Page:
August 3rd 2023 Cherryle & I said goodbye to a beloved family member; Chester the cat. He’d been in declining health for several months, and we made the difficult decision to have him put to sleep. As my wife cuddled him in a blanket and I stroked his head, the vet administered the injections, and just like that he was gone. My wife has always been good at expressing her emotions and cried a river of tears. I’m not one to outwardly display emotions- I haven’t had a soul cleansing cry since age 11 when my cousin Ronnie was killed in a car accident, and I’m 65 now. Still, I was not prepared for how deeply the experience would affect me.
Chester came into our lives 9 years ago when our daughter Sarah rescued him from the SPCA. 3 cats had been brought in from a nearby town, beaten up badly, all 3 had a leg amputated, and Chester also had broken ribs and a broken nose. Sarah brought him home and when she moved in with us in 2016 he came along too, becoming a member of the household for the next 7 years. He shared ‘shedding duties’ with Sarah’s other cat George, our cat Mandu, and our dog Bugzi.
Even with his right rear leg gone, Chester could book it… if he was nearby when someone opened the front door he’d be off like a shot across the lawn and had no trouble getting around the house, even with the litterbox downstairs. As the years went on he slowed down of course, and then there came a time when, with a missing leg, using the stairs to the basement became too much… he sat at the bottom of the stairs crying, so we brought the litter box up to the landing by the back door to make using the biffy easier for him. That worked for quite a while, but then his age and the effects of his injuries began catching up with him. He began peeing in odd places, and if you left any clothes on the floor they were fair game. I used to leave my work shoes by the front door, but after he peed in them, I washed them and put them in the closet.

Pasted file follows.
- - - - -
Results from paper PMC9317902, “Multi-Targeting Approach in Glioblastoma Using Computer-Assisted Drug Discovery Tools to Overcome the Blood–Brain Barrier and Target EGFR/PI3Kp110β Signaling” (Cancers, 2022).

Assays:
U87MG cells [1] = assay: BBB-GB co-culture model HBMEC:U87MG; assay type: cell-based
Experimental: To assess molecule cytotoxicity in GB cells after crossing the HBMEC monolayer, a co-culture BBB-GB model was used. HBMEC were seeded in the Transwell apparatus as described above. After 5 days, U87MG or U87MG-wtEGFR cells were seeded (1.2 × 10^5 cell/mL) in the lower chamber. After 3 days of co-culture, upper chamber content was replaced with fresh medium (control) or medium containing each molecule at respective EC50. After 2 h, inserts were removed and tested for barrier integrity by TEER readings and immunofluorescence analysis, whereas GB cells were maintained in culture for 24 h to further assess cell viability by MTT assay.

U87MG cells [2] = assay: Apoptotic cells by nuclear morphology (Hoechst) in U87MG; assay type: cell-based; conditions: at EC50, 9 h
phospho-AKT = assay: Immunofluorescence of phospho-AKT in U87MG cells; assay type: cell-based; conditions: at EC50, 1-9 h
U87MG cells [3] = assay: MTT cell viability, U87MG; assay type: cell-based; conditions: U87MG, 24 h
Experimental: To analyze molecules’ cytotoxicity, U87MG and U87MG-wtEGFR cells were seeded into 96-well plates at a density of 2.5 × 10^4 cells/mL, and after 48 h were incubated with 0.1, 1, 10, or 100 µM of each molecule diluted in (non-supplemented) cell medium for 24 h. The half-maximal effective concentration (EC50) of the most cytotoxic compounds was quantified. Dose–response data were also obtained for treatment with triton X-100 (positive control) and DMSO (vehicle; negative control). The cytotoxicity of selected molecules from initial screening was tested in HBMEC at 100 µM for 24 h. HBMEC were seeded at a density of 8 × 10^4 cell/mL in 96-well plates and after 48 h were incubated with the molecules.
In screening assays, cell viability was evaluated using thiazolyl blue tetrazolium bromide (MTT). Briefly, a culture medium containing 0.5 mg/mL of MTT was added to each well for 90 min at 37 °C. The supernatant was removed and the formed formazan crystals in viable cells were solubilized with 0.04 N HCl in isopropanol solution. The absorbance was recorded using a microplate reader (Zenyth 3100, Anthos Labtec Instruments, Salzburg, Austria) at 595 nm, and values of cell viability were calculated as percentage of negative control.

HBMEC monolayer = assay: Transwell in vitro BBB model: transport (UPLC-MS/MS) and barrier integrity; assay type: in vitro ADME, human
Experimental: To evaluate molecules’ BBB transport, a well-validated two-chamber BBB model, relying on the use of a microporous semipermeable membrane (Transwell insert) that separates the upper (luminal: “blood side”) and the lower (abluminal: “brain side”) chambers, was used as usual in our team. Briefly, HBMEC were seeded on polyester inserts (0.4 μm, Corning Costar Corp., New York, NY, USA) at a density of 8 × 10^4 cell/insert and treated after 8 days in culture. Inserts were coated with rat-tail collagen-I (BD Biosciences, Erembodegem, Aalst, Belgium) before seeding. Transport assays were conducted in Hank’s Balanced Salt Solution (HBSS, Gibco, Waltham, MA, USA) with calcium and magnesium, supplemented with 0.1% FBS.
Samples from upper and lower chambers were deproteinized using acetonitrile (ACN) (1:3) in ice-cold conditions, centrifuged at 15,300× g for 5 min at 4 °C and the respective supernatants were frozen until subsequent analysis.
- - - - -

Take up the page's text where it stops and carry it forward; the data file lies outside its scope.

Despite it all though, Chester was one of the kindest, most loving souls I have ever known. When we were on the couch watching TV he’d scramble his way up, sit between Cherryle & I, nudging either of us in the arm to be scratched and petted. When we’d go to bed at night, often with Bugzi and Mandu on the bed with us, we’d hear Chester awkwardly thumping down the hall to join us. He’d get up on the box at the foot of the bed, come up to Cherryle’s pillow and purr loudly while he slept near (or on) her head.
In the couple of months leading up to August 3rd he’d lost an alarming amount of weight, going from the 21 pounds he was originally (his nickname was “Tubby”) down to just 12. In the last few weeks he stopped getting up on the couch- or the back of the Lazy boy chair, one of his favorite spots- and rarely came down the hall to sleep with us at night. He didn’t have much interest in eating, even the special food we had bought for his diabetes, and would just lie on the floor all day, often in the same spot. In the past he’d have spirited rows with Mandu with both hissing and swiping, but in his last couple of weeks as he lay under the table, Mandu would come up to him, sniff his nose, then go away. That’s when we knew the time had come.
Deciding to have a beloved pet put down is not easy, but Chester was suffering. As painful as we knew it would be we wanted to spend his final moments with him as he passed. Chester had given us many years of unconditional love and our family reciprocated too- he was (and still is) a well-loved cat. To have the vet take him in the back and just do the deed would’ve been cruel, the ultimate betrayal. To NOT be with him in his final moments would’ve been wrong; we couldn’t abandon him that way- you just don’t do that to a pet you love.
The emotional weight of that day is crushing but as with any death in the family the pain will eventually subside. You never get over it, but you do find a way to live with it- this I know from experience. Now that we won’t hear him gently thumping down the hallway for a good night’s sleep with us, I miss it. The house feels emptier, somehow less without him in it, and we look forward to a time when this overwhelming heartache and grief will be replaced by fond memories and stories of how he was such a great cat- faults, quirks and all.
As I’ve already said, Chester was one of the kindest, most loving souls, and he will continue to affect the lives of those of us that knew him. I told Cherryle I want to get his paw print tattooed above my heart, something our daughter and granddaughter plan to do too. My wife and I have also agreed that if/when the time comes for another cat, we’ll go to the shelter for a senior cat, possibly with disabilities, to give them the love and care that they need and so richly deserve. We like to think Chester would approve.
So, goodbye my friend… safe travels on the rainbow bridge, I’ll miss you forever.